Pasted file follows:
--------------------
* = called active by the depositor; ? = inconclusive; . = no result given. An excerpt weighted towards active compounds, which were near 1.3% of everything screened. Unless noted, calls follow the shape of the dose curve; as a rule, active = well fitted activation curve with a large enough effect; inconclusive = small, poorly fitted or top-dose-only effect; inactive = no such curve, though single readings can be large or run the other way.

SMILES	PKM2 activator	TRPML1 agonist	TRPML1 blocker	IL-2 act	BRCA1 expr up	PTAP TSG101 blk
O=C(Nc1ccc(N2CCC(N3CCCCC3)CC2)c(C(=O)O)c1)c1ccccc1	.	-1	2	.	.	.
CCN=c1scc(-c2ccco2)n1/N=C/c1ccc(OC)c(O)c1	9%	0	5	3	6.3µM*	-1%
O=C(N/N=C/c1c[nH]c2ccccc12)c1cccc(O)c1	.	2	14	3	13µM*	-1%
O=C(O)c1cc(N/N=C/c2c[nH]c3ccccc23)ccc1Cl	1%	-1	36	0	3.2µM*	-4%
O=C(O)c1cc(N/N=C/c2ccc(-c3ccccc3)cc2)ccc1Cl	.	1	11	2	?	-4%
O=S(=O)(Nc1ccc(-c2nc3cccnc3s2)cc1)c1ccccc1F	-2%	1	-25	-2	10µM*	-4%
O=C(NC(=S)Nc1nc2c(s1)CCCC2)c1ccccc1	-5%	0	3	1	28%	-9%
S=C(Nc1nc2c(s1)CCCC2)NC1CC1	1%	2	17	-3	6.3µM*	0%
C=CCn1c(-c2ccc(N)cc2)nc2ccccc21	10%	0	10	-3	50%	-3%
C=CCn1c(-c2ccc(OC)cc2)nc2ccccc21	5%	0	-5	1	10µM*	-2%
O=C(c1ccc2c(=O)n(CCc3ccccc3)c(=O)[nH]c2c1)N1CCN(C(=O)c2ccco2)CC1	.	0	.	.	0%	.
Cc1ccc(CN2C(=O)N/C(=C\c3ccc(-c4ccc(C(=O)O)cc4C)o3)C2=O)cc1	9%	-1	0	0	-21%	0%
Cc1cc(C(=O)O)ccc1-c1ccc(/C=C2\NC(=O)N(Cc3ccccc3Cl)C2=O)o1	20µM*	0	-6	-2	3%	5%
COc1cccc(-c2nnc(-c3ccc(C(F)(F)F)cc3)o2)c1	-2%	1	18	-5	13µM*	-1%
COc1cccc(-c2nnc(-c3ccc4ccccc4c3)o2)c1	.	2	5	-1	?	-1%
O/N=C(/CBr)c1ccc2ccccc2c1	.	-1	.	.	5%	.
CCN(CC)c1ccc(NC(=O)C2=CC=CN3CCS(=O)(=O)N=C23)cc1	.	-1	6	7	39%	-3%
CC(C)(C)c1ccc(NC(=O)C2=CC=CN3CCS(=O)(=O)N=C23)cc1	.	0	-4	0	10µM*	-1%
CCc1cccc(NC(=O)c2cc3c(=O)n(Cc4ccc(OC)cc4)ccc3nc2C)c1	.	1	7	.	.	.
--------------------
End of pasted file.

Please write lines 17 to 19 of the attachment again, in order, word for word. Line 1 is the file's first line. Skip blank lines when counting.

COc1cccc(-c2nnc(-c3ccc4ccccc4c3)o2)c1	.	2	5	-1	?	-1%
O/N=C(/CBr)c1ccc2ccccc2c1	.	-1	.	.	5%	.
CCN(CC)c1ccc(NC(=O)C2=CC=CN3CCS(=O)(=O)N=C23)cc1	.	-1	6	7	39%	-3%